• 7.30.12 – Westmoreland County (PA) officials are mulling a plan to cut the number of private lawyers appointed to represent criminal defendants. Court administrators estimate that about $150,000 a year can be saved by retaining a staff of five attorneys earning an annual salary rather than the current system in which dozens of lawyers are appointed and paid on an hourly basis. ‘Other than personnel, this is the courts’ largest line item,’ said court administrator Paul Kuntz.  Last year, judges appointed more than 50 private lawyers who represented about 330 defendants. The county paid $368,000 for those lawyers.  Attorneys are appointed by the courts to represent criminal defendants when there is a conflict of interest with the public defender’s office. For the last several months, court officials have explored methods to reduce these costs.  Kuntz surveyed 33 counties throughout Pennsylvania and found that most — 25 — used independent staff to deal with these cases.  (Full story from the Pittsburgh Tribune-Review.)
  • 7.30.12 – Garden State pro bono numbers.  “New Jersey’s top 20 firms racked up 100,746 pro bono hours in 2011, breaking 100,000 for the second time but leaving intact last year’s record of nearly 104,000 hours.  Still, the 2011 figure represents an impressive average of more than 33 hours for each of the 3,027 attorneys at the top 20 firms.  And the proportion of those who did 20 hours or more of pro bono went up in 2011, from 25.7 percent to 28 percent.  Leading the pack once again were the same firms that have held the top four spots since 2008: Lowenstein Sandler in Roseland, Gibbons and McCarter & English, both in Newark, and Porzio Bromberg & Newman in Morristown.”  (Full story from the New Jersey Law Journal.)
  • 7.30.12 – funding available for state access-to-justice commissions: “With funding from the Public Welfare Foundation, the ABA Access to Justice Commission Expansion Project is making grants to strengthen the Access to Justice commission movement nationally by facilitating development of new Access to Justice commissions and expanding agendas and promoting innovative initiatives in existing commissions.”  (Here are grant application process/timeline details from the ABA.)  Tip of cap to Richard Zorza’s Access to Justice blog.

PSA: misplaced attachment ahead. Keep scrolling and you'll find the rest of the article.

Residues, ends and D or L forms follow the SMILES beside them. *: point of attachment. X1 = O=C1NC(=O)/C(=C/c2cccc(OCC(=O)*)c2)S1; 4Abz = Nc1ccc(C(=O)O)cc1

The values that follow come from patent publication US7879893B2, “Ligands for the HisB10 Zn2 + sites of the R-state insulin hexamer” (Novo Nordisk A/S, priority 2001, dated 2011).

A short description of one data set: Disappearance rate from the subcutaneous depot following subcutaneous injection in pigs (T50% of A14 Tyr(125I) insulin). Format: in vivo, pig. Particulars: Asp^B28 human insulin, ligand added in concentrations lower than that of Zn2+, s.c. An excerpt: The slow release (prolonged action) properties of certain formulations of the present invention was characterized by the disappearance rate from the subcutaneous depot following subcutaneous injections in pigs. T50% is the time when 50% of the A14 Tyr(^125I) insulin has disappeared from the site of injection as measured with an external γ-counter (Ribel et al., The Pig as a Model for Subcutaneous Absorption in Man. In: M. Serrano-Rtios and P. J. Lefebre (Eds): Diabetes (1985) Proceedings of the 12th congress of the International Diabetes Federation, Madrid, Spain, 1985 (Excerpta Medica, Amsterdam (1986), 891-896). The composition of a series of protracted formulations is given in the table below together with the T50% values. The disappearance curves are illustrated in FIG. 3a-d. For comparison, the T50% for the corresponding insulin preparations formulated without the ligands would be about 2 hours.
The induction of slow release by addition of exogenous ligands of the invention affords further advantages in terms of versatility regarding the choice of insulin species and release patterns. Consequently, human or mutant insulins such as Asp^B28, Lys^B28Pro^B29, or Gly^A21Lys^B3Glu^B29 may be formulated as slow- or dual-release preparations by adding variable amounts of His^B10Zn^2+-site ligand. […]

• 7.29.12 – here’s an article looking at the pressures weighing upon Kentucky’s indigent defense network (the Department of Public Advocacy), with particular focus on the very busy Bowling Green office.  (DPA just released its 2011 annual report.)  From the article: “The picture of the overworked public defender buried in casework is rooted in fact, particularly in the Bowling Green office….  The Bowling Green office handled 5,437 new cases, the fifth-highest total among the 30 trial offices. The average caseload of 515.1 new cases per attorney in the local office is the third-highest average in the state, and when ongoing criminal cases are factored into a public defender’s caseload, the Bowling Green office had the highest average attorney caseload, with each attorney responsible for 799.8 cases….  Overall, Kentucky’s public defender caseload, which includes the Trial and Post-Trial divisions, has increased by about 43.5 percent from 2002 – when 108,078 new cases were assigned to the DPA – to last year, according to the DPA’s annual report.”  (Full article from the Bowling Green Daily News.)
  •  7.28.12 – Prof. Peter Edelman, chair of the D.C. Access to Justice Commission and longtime supporter of civil legal aid, asks why we cannot end poverty in the U.S.  Edelman IDs federal programs that have helped the poor – Social Security, food stamps, and the Earned Income Tax Credit, and then asks: “With all of that, why have we not achieved more? Four reasons: An astonishing number of people work at low-wage jobs. Plus, many more households are headed now by a single parent, making it difficult for them to earn a living income from the jobs that are typically available. The near disappearance of cash assistance for low-income mothers and children — i.e., welfare — in much of the country plays a contributing role, too. And persistent issues of race and gender mean higher poverty among minorities and families headed by single mothers.” (Read the full New York Times op-ed.)
  • In Louisiana, “Calcasieu Public Defenders Office announced it must cut back services due to budget shortfalls and that the office will withdraw as counsel for about 400 felony cases it’s now appointed to handle.  A spokesman says they will work with the judges to assign new attorneys from the private bar.”  The positions being cut are four of the office’s six conflict attorney slots.  (Full story from KPLC.)  

Music!  Hard to withstand The Temptations if you want to smile on a Friday morning. (Edit: link fixed.)

Space!  Check out this extraordinary time-lapse footage of Earth as seen from the International Space Station.  As trite as this notion may seem, perspective is everything, and viewing Earth from above is somehow humbling, frightening, and tremendously satisfying at once.